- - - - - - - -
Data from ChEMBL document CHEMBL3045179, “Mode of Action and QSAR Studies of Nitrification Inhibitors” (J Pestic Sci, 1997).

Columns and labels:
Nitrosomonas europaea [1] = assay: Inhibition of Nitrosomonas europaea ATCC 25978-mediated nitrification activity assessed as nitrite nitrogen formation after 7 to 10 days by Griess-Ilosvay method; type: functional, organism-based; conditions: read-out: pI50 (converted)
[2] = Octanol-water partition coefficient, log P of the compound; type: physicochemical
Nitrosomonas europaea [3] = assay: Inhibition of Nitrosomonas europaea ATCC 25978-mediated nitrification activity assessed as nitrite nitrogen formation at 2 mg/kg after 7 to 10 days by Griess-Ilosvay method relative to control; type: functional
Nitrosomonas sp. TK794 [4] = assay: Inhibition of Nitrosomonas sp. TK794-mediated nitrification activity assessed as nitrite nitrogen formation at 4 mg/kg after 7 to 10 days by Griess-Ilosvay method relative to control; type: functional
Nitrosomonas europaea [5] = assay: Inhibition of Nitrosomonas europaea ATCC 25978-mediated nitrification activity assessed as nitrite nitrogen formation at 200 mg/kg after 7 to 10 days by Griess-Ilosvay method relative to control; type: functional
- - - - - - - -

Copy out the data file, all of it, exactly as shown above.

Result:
Data from ChEMBL document CHEMBL3045179, “Mode of Action and QSAR Studies of Nitrification Inhibitors” (J Pestic Sci, 1997).

Columns and labels:
Nitrosomonas europaea [1] = assay: Inhibition of Nitrosomonas europaea ATCC 25978-mediated nitrification activity assessed as nitrite nitrogen formation after 7 to 10 days by Griess-Ilosvay method; type: functional, organism-based; conditions: read-out: pI50 (converted)
[2] = Octanol-water partition coefficient, log P of the compound; type: physicochemical
Nitrosomonas europaea [3] = assay: Inhibition of Nitrosomonas europaea ATCC 25978-mediated nitrification activity assessed as nitrite nitrogen formation at 2 mg/kg after 7 to 10 days by Griess-Ilosvay method relative to control; type: functional
Nitrosomonas sp. TK794 [4] = assay: Inhibition of Nitrosomonas sp. TK794-mediated nitrification activity assessed as nitrite nitrogen formation at 4 mg/kg after 7 to 10 days by Griess-Ilosvay method relative to control; type: functional
Nitrosomonas europaea [5] = assay: Inhibition of Nitrosomonas europaea ATCC 25978-mediated nitrification activity assessed as nitrite nitrogen formation at 200 mg/kg after 7 to 10 days by Griess-Ilosvay method relative to control; type: functional